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U.N. delivers tough words, little action on ISIS

Navi Pillay, U.N. high commissioner for human rights

By Delia M. Arias De Leon

UNITED NATIONS – The outgoing U.N. human rights chief is taking a stance on the crimes against humanity committed by the jihadist group Islamic State, or ISIS, but effective, decisive action from the U.N. or other governmental bodies to stop the killing remains to be seen.

Navi Pillay, U.N. high commissioner for human rights, condemned the widespread and systematic violation of human rights perpetrated by ISIS, charging it and other armed jihadist group are daily committing “grave, horrific human rights violations.”

“U.N. staff members in Iraq have been receiving harrowing phone calls from besieged civilians who are surviving in terrible conditions, with little or no access to humanitarian aid,” Pillay said.

He noted one of the women abducted by ISIS managed to call UNHCHR staff and told them her teenage son and daughter were among many who had been raped and sexually assaulted by ISIS fighters. Another said her son had been raped at a checkpoint.

She highlighted the systematic targeting of men and women based on their religious, ethnic or sectarian affiliation. This form of ethnic cleansing, she said, amounts to crimes against humanity.

The announcement comes only days after Pillay publicly called out the U.N. Security Council for its lack of action.

Referring to the civil war in Syria, she said in her most recent address to the Security Council she “firmly believe(d) that greater responsiveness by the council would have saved hundreds of lives.”

She also cited crises in numerous other areas, including Iraq, and asserted they “hammered home the full cost of the international community’s failure to prevent conflict” and “none of these crises erupted without warning.”

The Security Council passed a resolution Aug. 15 condemning the “gross, systematic and widespread abuse” of human rights and placed six persons affiliated with the Islamic extremist groups in Iraq and Syria on its terrorist sanction list. The council also released a statement condemning the beheading of journalist James Foley by ISIS and called for those responsible to be brought to justice.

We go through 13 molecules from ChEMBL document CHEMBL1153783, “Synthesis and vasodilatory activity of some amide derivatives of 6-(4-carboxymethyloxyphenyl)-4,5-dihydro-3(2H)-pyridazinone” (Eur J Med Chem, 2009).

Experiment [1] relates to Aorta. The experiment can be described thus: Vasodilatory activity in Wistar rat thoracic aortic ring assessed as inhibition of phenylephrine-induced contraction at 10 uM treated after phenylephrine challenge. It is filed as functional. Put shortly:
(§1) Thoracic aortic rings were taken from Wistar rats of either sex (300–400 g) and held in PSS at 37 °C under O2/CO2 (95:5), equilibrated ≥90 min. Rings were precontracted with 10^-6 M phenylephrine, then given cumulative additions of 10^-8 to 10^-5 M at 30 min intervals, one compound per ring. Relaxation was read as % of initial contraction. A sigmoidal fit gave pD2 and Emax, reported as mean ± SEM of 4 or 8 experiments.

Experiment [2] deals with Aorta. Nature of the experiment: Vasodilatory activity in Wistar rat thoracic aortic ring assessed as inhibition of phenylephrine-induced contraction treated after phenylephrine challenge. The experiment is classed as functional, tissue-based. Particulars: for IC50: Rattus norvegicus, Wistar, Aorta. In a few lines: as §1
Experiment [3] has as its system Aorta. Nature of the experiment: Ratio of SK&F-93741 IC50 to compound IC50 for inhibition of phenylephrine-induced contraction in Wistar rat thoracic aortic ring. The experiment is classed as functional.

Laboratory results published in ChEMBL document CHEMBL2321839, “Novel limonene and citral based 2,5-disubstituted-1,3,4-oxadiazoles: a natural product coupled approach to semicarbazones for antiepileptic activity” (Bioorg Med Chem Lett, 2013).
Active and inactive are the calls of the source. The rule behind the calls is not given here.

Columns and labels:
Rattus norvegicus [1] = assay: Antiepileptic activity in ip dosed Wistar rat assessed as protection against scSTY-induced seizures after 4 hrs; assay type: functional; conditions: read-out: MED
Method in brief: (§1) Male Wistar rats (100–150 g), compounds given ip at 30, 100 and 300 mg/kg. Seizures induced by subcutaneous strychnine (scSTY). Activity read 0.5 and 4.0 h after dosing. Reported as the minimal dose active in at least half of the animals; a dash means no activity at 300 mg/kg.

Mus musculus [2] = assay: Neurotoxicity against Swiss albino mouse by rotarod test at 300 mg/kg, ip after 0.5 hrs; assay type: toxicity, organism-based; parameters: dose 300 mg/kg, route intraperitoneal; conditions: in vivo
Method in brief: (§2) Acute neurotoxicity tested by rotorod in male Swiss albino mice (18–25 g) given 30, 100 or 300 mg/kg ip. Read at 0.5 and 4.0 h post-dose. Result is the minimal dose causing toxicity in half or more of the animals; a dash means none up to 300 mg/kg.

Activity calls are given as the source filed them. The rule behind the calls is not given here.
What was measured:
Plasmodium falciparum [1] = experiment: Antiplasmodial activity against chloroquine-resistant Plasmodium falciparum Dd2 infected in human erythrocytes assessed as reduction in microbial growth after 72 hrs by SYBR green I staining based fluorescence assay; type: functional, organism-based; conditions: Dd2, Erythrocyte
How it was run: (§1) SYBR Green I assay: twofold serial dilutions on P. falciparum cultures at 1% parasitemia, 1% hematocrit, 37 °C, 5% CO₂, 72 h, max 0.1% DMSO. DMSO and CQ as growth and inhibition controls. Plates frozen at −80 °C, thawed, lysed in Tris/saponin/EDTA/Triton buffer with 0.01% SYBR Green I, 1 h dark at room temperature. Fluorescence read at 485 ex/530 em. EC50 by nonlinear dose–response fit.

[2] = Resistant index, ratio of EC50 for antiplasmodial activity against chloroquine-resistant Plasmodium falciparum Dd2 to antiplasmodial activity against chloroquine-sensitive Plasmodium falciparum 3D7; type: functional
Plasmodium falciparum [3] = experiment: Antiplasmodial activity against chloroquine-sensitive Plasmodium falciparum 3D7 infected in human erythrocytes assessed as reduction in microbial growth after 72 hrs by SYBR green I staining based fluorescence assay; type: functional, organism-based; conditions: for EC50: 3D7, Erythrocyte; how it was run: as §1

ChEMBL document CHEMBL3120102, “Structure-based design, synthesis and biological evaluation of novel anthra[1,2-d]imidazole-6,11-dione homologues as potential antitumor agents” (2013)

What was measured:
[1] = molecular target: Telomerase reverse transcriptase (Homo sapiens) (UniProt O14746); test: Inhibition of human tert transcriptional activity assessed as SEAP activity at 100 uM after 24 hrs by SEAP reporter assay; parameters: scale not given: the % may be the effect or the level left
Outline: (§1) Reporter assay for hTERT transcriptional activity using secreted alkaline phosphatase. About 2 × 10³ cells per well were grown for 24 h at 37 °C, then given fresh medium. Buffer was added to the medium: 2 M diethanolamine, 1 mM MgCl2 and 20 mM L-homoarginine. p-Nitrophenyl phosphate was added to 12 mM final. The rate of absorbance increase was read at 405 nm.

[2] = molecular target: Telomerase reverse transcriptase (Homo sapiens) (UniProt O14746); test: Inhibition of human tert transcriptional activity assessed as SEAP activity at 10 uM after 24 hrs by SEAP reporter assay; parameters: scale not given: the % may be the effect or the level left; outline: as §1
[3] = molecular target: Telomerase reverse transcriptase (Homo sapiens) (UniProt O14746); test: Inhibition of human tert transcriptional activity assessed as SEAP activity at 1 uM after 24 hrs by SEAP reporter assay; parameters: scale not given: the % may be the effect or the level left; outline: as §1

However, there are no more scheduled meetings on Iraq until next month, and the crisis shows no signs of waning.

International bodies apparently are at a loss what to do. On Sunday, the chairman of the U.S. Joint Chiefs of Staff, Gen. Martin Dempsey, insisted ISIS is merely a regional threat and did not recommend airstrikes against Syria until it is determined that the terror group posed a legitimate threat to the United States.

Last weekend, the U.N. envoy for Iraq, Nikolay Mladenov, called for immediate action to prevent a possible massacre in the northern town of Amerli, which has been besieged by ISIS militants for the past two months, leaving citizens without access to food or water.

In a statement issued from Baghdad by the U.N. assistance mission in Iraq, the envoy urged the Iraqi government to do “all it can to relieve the siege and to ensure that the residents receive life-saving humanitarian assistance or are evacuated in a dignified manner.”

Mladenov also pledged that the U.N. Iraq mission will do all it can to support the Iraq government in alleviating the “unspeakable suffering” of Amerli’s inhabitants.

Almost three dozen nearby villages are already under ISIS control, according to Ali Alibayati of the Turkmen Saving Foundation. The 17,400 residents of the village are surrounded on all sides, making attempts to bring aid extremely difficult. In the past 10 days, only one flight has delivered food.

Monday morning, the U.N. announced its Office for the Coordination of Humanitarian Affairs has been unable to deliver life-saving humanitarian aid due to the blockages, though it would continue to try to find a way of accessing the village.

The reports of the desperate situation come only days after the U.N. announced it had effectively launched a massive aid push for more than 500,000 displaced Iraqis elsewhere in the region.

The secretary general was following closely the situation, a spokesman said.

Delia M. Arias De Leon writes for WND at the United Nations in New York City. For breaking news about the U.N. follow her on twitter @deliaADL